Steph Zabel is the charismatic founder of Herbstalk, a grassroots Boston-based event that connects herbalists with people who want to learn more about herbalism and holistic topics.
The popular annual event, typically held in June, is on hold due to COVID-19, but we caught up with Zabel to learn about other online offerings.
Questions for Steph Zabel
Herbstalk is on pause for now, but please describe your new online class.
A dear friend of mine, Jenny Hauf of Muddy River Herbals in Canton, MA, and I put together “Connecting with the Living Land.” Jenny is an amazing herb grower and ecological landscaper. We decided to join forces and offer this interweaving of growing and gardening with practical home use of herbs and a deep seasonal aspect. We follow the Celtic Wheel of the Year, and we talk about each point on the Wheel of the Year, what it means, and how we can be more deeply connected with the energy of that time.
Can you give more detail about the “Wheel of the Year”?
The Wheel of the Year is a combination of the four solar or astronomical points of the solstice and the equinoxes. Halfway between those points are what are called the Celtic fire festivals. The fire festivals were perhaps considered even more important to the Celtic people because they are agricultural holidays. Imbolc was the time when the lambs started to be born and the milk was coming back, and Beltane was the time of fertility and when marriages were made. It’s fascinating, and it's so grounding to work with those points on the Wheel of the Year.
Is there anything else you'd like to share about how it might benefit people to live by the circular year?
It is such a paradigm shift when we start living in a circle rather than a straight line, which is the linear time frame that the dominant culture exists with. When we return to circular time, which is the natural time of earth, of the cycles of the earth, we become more human because we’re grounded in natural cycles.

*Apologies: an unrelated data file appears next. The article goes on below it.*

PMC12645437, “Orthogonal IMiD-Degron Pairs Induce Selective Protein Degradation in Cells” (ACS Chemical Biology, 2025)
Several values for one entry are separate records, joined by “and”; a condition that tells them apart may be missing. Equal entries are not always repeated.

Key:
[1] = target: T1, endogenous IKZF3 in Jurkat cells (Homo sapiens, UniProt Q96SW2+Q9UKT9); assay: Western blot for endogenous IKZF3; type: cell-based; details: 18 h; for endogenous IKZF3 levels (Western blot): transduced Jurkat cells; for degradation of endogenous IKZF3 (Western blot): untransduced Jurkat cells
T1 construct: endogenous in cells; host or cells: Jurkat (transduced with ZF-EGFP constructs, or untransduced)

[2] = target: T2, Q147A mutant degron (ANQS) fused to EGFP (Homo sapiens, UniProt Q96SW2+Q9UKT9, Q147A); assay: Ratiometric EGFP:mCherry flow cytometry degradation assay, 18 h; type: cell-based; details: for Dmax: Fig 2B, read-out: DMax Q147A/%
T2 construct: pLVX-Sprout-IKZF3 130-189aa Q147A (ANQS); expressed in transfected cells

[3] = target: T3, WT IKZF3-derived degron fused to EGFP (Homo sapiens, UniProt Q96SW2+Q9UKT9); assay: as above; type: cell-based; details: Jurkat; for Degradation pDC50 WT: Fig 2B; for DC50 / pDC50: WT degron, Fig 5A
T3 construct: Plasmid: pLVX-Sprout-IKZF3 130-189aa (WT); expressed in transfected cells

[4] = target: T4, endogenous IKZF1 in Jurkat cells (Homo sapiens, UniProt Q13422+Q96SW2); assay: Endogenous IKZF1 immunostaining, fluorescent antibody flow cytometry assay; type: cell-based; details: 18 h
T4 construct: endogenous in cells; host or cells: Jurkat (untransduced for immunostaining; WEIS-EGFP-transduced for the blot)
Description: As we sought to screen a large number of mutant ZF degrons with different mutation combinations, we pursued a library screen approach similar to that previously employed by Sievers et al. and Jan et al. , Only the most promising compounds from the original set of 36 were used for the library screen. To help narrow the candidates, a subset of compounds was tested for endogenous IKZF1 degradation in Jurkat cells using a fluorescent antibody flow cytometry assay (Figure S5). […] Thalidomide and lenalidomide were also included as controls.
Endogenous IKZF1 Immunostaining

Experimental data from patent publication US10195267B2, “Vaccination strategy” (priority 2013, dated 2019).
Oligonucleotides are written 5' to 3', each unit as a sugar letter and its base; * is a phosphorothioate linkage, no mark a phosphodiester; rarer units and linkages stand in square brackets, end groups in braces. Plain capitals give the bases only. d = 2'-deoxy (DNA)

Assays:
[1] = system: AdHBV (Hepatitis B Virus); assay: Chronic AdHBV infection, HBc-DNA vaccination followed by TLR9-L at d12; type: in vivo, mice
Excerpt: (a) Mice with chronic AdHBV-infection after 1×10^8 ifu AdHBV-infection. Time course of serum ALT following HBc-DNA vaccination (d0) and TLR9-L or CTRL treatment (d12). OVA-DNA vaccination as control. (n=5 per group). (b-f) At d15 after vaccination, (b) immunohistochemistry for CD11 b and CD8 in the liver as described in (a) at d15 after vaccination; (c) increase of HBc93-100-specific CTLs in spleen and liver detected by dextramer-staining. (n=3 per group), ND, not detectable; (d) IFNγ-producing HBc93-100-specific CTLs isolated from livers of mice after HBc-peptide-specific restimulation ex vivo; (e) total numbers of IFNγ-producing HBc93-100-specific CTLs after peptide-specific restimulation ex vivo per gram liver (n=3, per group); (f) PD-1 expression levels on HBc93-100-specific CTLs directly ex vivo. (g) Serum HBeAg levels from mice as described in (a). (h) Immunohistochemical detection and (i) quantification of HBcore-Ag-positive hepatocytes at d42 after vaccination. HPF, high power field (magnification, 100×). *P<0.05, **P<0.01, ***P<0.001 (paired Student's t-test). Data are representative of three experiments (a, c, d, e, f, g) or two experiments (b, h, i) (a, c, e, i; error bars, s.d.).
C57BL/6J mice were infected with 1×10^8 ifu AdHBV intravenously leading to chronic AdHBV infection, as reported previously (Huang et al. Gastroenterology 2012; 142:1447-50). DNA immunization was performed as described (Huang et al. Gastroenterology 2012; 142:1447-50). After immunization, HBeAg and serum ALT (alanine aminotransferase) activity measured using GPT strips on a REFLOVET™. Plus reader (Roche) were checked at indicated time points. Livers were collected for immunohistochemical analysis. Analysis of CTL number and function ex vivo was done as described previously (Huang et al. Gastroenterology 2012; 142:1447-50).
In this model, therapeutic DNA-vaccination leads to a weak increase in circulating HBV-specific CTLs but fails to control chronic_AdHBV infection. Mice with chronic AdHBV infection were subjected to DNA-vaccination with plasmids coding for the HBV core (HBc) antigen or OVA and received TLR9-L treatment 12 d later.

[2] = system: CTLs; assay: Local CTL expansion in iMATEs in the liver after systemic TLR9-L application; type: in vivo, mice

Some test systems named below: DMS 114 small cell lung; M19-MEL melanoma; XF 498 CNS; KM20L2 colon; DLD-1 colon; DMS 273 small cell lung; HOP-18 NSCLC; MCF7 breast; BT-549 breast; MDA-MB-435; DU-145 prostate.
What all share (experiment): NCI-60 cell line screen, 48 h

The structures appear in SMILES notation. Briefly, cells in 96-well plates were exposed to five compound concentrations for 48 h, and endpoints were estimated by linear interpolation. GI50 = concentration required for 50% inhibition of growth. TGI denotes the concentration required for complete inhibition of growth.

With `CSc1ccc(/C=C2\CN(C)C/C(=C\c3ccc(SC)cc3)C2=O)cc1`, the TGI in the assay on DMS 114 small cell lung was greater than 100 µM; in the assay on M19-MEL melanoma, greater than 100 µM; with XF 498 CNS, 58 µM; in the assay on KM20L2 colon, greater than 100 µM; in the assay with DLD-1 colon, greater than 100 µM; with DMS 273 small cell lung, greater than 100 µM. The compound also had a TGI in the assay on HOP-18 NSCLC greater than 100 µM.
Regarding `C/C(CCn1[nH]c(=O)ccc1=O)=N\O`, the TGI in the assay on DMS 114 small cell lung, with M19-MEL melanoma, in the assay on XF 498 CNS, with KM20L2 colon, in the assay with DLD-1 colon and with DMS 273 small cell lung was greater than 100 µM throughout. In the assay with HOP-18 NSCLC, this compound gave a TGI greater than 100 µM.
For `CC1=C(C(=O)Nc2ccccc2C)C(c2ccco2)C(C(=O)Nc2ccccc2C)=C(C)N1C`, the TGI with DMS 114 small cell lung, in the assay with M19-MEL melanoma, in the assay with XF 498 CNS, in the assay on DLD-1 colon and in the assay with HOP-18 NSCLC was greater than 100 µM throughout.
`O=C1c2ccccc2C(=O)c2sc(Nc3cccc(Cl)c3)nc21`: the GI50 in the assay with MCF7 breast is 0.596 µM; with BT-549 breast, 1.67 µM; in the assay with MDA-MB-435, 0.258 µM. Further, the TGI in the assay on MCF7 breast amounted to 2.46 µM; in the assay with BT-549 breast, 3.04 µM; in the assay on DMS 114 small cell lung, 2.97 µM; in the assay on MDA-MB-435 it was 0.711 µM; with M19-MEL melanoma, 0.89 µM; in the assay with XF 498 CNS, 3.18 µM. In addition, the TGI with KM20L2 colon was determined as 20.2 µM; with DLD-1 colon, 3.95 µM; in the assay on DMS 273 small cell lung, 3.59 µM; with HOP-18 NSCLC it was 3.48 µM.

With the Wheel of the Year, we’re following the solar cycle and then on a more rapid basis we can follow the lunar cycles every month. Combining those two cycles helps us to ground into our place of being on the planet and to feel more human.
Is there a website where people can learn more?
The class information is available online. People can also contact me through my website, Flowerfolk Herbs, Check for updates on Herbstalk, too.
As a teacher and creator of Herbstalk, what do you hope to convey to your students and attendees?
I hope to inspire sparks of relationship that each person can create for themselves with the natural world. I like to be the catalyst and help people feel empowered to take that first step towards their relationship with the natural world.
A lot of my teaching is about day-to-day uses of plants and herbs, but it's also gone beyond that because we're working with plants in a more spiritual way. I think plants help us to see our own spirit. They bring a wholeness into our lives and they help ground us physically and in the landscape we live in, but they also remind us of our human nature and of our spiritual nature as well.
What are your overall beliefs that tie in with how you live your life and what you teach?
My love of the natural world influences a lot of my beliefs—the belief that the Earth is alive and the belief that we can have relationships with non-human beings, plants in particular.
It influences my spirituality as well. For many years, I kept things to myself, but over the past few years, I started to share my work in the world. The spirituality aspect is really Earth-based for me—connecting with the seasons and the traditions of my ancestors and looking at the wisdom of the natural world. We can learn from engaging with the natural world on a day-to-day basis.
How did Herbstalk evolve?